It’s a one-man show, so sonically I’m presenting new material and old material in a made-over fashion. I’m taking people back to the early house days, which always seemed a good setting for my voice, my horn of a voice. I’ve been tapping into my inner diva. I’m just belting it out over house music at the end. I get everything lathered up and at the end we have a wash down. That’s why they call it a rinse. You check your troubles at the door and rinse it out.

Published April 4, 2013

Jamie Lidell

Jamie Lidell


Os Mutantes | Interview

by John Dugan


For the many fans who fell in love with Brazil’s influential psychedelic group Os Mutantes during the three decades since they stopped playing together, it’s a dream come true that this cult favorite is having a reunion tour. And it’s a bit of a freak-out because they’re coming to Chicago for the first time to play at next week’s Pitchfork Festival. 

But what seals the deal is the fact that Os Mutantes (pronounced “ohs moo-TAN-chees”; it means “The Mutants” in Portuguese) founder Sérgio Dias will rock the giant, gold-plated, custom-made guitar—with distortion and delay effects built in—that his elder brother Cláudio handcrafted in the late ’60s. (Cláudio, though never in the band as a musician, engineered many of Os Mutantes’ custom instruments and effects.) “We’re gonna blow your head off! Get ready, man,” Dias laughs.

Once universally praised for its Technicolor pop-art albums—which combined literary references like Don Quixote with samba and psych-rock—the group had a May show at London’s Barbican that brought brothers Sérgio Dias and Arnaldo Baptista together onstage for the first time in 33 years.

Like the young Beatles tuning into Radio Luxembourg, the teenage brothers first heard rock via shortwave radio in1960s Brazil and formed a band with Arnaldo’s girlfriend, singer Rita Lee. The trio went on to become the backbone of the kooky, intellectual and artistic movement Tropicália, which rebelled against Brazil’s cultural and political stagnation. Mutantes made its way to Paris, where the band cut an English-language album. But tension between the brothers, heavy acid use, and Arnaldo and Rita’s breakup led to reshuffling in 1972, a move toward prog-rock in 1974 and the band’s eventual demise in 1978. Lee went on to Brazilian mainstream stardom and Mutantes faded into obscurity—Dias played jazz and new age, and Arnaldo spent some time in a mental-health facility.

But the band’s inimitable sound developed a cult following: Kurt Cobain invited the group to tour with Nirvana (even though it hadn’t existed for 15 years), members of Fugazi collected paintings by former Mutantes members, and Beck named his 1998 Mutationsalbum in their honor. Mutantes’ earlier albums became available on CD in the late ’90s—David Byrne’s Luaka Bop label issued a compilation of early material, and this year the group’s catalog is being reissued worldwide by Universal.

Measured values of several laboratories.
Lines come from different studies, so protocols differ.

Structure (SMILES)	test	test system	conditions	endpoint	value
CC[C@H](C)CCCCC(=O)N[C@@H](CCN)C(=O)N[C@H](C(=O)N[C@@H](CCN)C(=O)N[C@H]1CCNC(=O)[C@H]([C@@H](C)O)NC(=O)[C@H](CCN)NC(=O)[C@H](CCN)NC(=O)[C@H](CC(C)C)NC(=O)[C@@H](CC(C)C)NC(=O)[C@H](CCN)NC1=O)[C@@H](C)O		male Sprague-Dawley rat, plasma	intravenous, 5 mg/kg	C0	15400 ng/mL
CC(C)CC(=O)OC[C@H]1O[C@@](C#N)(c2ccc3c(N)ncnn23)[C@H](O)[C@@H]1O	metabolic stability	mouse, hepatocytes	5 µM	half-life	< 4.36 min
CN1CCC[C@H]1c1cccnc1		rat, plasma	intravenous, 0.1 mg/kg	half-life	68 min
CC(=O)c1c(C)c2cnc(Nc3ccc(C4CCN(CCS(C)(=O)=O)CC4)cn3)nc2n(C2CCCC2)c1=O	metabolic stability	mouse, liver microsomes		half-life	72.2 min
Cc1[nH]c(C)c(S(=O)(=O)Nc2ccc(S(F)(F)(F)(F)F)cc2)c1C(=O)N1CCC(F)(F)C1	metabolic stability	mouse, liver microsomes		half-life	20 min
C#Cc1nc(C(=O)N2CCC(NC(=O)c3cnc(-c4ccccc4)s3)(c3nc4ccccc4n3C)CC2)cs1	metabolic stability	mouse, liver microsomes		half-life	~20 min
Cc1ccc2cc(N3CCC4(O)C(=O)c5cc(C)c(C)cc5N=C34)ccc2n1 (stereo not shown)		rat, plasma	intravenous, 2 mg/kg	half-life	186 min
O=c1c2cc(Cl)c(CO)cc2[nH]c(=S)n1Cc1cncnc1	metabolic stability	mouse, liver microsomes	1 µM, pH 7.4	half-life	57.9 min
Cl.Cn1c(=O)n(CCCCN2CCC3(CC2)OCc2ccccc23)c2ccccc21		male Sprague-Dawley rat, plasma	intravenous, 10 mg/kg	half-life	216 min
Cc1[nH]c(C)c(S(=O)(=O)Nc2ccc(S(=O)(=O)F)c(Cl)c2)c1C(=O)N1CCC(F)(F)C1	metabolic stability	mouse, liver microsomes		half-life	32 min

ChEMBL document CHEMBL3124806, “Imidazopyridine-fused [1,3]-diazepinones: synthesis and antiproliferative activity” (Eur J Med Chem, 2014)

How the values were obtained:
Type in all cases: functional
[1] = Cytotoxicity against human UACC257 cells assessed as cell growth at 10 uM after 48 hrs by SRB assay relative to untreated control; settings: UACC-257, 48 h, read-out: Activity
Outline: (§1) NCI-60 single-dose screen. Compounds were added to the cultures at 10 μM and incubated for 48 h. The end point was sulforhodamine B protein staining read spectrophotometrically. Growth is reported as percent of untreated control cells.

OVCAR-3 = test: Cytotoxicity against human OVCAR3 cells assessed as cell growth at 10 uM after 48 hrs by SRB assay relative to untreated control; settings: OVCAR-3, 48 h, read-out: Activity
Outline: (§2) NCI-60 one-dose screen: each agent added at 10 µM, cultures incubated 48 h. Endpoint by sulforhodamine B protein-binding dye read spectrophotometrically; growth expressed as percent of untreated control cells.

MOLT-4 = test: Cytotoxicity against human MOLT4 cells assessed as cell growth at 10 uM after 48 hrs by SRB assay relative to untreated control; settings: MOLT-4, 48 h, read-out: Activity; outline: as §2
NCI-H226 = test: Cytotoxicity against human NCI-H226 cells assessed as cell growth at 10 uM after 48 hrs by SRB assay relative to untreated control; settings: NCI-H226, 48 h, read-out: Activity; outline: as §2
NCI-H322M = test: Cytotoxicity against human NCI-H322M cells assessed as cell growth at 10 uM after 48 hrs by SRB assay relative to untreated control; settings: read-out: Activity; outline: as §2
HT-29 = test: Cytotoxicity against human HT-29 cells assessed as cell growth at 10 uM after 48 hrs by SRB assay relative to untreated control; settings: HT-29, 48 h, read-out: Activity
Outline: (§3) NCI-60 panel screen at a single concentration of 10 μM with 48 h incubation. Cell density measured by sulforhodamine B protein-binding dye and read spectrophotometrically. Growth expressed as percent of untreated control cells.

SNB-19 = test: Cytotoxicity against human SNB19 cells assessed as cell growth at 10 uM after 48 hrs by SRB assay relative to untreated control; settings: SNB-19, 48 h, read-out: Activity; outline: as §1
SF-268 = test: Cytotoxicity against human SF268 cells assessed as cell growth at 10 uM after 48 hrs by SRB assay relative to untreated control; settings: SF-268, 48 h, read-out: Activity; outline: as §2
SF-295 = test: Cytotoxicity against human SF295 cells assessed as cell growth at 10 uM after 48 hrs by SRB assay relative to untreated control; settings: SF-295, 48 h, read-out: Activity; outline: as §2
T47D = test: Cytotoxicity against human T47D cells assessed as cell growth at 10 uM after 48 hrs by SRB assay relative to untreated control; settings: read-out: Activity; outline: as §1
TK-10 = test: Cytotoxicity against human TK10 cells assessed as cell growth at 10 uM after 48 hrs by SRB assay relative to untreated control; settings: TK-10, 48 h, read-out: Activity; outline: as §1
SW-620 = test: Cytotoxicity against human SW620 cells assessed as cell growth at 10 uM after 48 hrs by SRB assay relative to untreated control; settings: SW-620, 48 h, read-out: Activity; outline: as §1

In one sense, the Mutantes comeback is right on time. “God, can you imagine if we surfaced in the ’80s?” asks Dias, who’s stayed hip producing underground acts in his São Paulo studio. “This would be a total disaster. It didn’t have anything to do with us. Now, I think the musical scene is more toward what we did and what we do. I think it was a very healthy way to come back and come alive again.”

It’s unclear who sowed the seeds of the reunion, but Dias’s account points to an ambitious festival curator in England. “I started to receive mail saying that we were going to play in London, and then suddenly we started to talk about it because we didn’t know anything about it,” he says. “It was really amazing. Suddenly I was talking to Dinho, the drummer, and he said, ‘If you want to, we can try. I can try to play.’ I never heard him say anything like that before.” Lee won’t be joining the band, citing family commitments. “She will always be a Mutante—she is more than welcome to come over,” Dias says. Brazilian pop singer Zélia Duncan will sing Lee’s parts on the U.S. tour.

The brothers and drummer Dinho (who joined the group in 1970) will play as part of a ten-piece band to reproduce the multiple layers of Mutantes’ recordings. “There’s a lot of things to be covered,” Dias says. “We don’t want to use a damn computer and play with a click. Everything is played. There’s flutes, there’s recorders.”

Mutantes will also mix in some English-language versions of songs to court the American audience. In addition to Pitchfork, they’ll play venues such as the Fillmore in San Francisco, where Dias saw psych blues band Ten Years After at age 17. “It’s outrageous—we’ve never been in the States and suddenly I’m going to be playing at the Fillmore,” he says. “It’s something that can make someone very humble and humbly proud of the right decisions that we took when we were at such an early age.”

Os Mutantes headlines the Pitchfork Music Festival Sunday 30.

Brazil's Os Mutantes, the psychedelic pop group that inspired Nirvana, Fugazi and Beck, plays its first Chicago gig at Pitchfork. By John Dugan Photograph by Nino Andrés